The next time you apply sunscreen before heading out for some fun in the sun, don’t forget about another crucial part of your skin: your lips.

It’s true: Even your lips need protection when soaking up the sun, which is why it’s crucial that you frequently apply lip balm that offers SPF protection. Why? Because your lips are made up of a very thin layer of skin, which contains little melanin1 – the pigment that helps protect skin against the sun – making them just as prone to skin cancer as the rest of your body. Additionally, the vermillion – the red part of the lips – is typically always exposed to the sun.2

Can I really get skin cancer on my lips?

Your lips can be home to two of the most common forms of skin cancer: basal cell carcinoma, and squamous cell carcinoma.2 For this reason, it’s extremely important that you protect your lips the same way you do the rest of your skin.

Ways to help protect your lips from harmful damage caused by the sun3-4

  • Use lip balm with SPF 15, or higher, every day
  • Apply SPF lip balm frequently throughout the day
  • Avoid shiny lip glosses & baby oil – these may attract the sun
  • Keep your lips moisturized


1 – Whitmore, E. (no date). How are lips different than other skin areas? [How Stuff Works – Health web log post]. Retrieved August 15, 2015 from

2 – Stebbins, W., Hanke, C. W.  (no date). Lip Cancer: Not uncommon, often overlooked [Skin Cancer Foundation web post]. Retrieved August 15, 2015 from

3 – Salisbury, M. (no date). Is SPF important in lip products? [How Stuff Works – Health web log post]. Retrieved August 15, 2015 from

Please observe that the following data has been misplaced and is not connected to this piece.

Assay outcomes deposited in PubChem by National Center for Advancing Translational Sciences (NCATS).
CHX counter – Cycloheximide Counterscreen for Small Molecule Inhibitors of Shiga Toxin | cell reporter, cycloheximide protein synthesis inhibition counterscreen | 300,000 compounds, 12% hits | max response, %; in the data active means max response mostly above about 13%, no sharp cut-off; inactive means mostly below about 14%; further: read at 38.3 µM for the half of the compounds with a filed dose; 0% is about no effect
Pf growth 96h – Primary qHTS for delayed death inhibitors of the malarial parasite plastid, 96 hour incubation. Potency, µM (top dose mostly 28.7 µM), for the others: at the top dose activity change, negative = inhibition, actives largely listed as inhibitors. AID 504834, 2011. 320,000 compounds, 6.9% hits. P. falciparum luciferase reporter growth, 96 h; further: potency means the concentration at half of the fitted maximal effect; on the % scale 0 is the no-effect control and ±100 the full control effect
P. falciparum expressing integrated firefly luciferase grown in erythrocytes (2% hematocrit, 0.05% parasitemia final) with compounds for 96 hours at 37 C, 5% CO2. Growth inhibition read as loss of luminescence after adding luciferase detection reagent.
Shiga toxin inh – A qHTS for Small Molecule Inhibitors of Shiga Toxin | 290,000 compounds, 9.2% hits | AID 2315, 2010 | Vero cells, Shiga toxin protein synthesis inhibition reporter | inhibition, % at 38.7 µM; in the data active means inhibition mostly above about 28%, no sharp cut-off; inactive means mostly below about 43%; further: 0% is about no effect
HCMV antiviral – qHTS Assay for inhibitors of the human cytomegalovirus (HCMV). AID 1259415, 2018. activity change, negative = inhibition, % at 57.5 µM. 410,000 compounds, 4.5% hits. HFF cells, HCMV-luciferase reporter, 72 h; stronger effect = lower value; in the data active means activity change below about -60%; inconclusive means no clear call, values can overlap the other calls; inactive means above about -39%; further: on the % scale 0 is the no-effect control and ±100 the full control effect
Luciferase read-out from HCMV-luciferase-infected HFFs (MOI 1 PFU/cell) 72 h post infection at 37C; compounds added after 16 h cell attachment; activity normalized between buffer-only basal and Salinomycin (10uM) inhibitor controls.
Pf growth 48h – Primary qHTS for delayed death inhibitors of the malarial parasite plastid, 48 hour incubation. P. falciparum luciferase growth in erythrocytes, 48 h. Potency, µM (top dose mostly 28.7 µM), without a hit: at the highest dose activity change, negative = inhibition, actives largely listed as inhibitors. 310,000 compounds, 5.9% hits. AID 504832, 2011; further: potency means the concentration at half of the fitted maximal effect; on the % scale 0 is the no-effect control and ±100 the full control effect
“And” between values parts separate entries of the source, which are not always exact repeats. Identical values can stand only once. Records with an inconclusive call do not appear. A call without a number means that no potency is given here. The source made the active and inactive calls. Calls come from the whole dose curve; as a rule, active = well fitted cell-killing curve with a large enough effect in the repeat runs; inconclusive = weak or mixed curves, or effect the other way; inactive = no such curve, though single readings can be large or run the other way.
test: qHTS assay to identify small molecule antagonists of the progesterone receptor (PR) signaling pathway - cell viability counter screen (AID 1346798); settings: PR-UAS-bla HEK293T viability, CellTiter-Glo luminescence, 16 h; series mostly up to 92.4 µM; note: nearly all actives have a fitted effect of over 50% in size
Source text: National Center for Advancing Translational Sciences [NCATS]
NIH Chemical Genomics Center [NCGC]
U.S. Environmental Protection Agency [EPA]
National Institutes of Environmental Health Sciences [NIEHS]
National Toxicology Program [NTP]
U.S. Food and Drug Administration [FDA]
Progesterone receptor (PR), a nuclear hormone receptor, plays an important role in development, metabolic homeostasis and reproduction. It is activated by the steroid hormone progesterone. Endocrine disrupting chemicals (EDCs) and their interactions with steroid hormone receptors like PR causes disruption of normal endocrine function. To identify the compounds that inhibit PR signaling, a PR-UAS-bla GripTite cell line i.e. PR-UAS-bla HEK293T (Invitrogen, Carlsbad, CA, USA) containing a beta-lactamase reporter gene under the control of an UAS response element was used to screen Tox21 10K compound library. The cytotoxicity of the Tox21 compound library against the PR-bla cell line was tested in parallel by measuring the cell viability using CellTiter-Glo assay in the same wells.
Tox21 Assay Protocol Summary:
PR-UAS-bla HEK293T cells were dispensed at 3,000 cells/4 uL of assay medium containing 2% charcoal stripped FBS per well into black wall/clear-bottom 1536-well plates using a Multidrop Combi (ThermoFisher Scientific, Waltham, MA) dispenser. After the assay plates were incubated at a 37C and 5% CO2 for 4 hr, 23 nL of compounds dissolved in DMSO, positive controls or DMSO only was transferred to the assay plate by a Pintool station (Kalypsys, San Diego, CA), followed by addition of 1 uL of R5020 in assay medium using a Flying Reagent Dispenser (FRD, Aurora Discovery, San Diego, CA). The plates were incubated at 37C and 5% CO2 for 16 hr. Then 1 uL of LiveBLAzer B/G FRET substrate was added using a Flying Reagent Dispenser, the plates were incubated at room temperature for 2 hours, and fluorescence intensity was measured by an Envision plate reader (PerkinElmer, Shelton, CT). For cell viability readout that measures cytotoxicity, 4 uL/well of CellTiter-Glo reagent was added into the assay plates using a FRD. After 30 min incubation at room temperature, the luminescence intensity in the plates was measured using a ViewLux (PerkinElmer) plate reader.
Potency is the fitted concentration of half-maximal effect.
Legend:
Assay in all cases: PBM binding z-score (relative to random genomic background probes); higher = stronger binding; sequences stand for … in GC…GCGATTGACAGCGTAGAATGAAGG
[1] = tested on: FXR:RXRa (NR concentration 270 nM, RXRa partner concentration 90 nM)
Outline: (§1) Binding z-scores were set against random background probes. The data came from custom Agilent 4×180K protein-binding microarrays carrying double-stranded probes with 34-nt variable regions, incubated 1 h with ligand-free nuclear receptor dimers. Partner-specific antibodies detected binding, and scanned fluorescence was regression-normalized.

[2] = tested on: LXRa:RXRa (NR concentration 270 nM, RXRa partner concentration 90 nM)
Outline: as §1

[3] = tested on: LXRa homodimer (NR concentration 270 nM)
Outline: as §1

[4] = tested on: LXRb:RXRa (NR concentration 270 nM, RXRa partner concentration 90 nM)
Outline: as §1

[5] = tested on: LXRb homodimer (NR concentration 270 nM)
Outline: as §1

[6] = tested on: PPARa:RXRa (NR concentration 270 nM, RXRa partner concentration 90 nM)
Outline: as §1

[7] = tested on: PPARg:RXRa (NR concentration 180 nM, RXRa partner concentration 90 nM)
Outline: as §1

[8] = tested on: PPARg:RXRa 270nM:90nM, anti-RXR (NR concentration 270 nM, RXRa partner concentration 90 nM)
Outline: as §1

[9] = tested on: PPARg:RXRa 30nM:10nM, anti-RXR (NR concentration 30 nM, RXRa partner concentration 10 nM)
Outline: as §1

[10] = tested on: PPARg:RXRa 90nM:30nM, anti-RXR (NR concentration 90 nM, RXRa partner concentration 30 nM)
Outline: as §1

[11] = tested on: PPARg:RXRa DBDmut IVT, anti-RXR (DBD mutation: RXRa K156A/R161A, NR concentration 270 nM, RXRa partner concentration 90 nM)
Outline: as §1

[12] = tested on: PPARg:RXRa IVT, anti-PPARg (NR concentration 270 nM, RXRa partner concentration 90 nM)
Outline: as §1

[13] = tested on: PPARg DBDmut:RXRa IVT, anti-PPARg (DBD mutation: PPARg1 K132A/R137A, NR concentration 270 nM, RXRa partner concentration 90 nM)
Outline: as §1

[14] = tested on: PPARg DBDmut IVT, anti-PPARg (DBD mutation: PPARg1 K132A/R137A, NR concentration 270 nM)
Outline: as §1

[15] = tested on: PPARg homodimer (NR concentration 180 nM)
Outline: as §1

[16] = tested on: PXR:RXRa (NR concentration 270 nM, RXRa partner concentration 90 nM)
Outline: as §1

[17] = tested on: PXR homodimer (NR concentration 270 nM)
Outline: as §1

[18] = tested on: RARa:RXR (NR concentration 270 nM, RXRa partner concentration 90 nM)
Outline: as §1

4 – Goldman, A. (June 14, 2013). The best way to soothe sunburned lips [Women’s Health web log post]. Retrieved August 15, 2015 from


Sitavig should not be used in patients with known hypersensitivity to acyclovir, milk protein concentrate, or other components of the product.

Sitavig has not been studied in pregnant women or in immunocompromised patients and no interaction studies have been performed. Sitavig’s safety and efficacy have not been established in pediatric patients.

Sitavig is a Pregnancy Category B product; therefore it should be used during pregnancy only if the potential benefit outweighs the potential risk to the fetus. It is not known if Sitavig is excreted in breast milk; however, systemic absorption is minimal.

In a controlled clinical trial Sitavig’s most common side effects (greater than or equal to 1%) were: headache (3%), dizziness (1%), lethargy (1%), gingival pain (1%), aphthous stomatitis (1%), application site pain (1%), application site irritation (1%), erythema (1%) and rash (1%). In the same trial these side effects ranged from 0%-3% for placebo.

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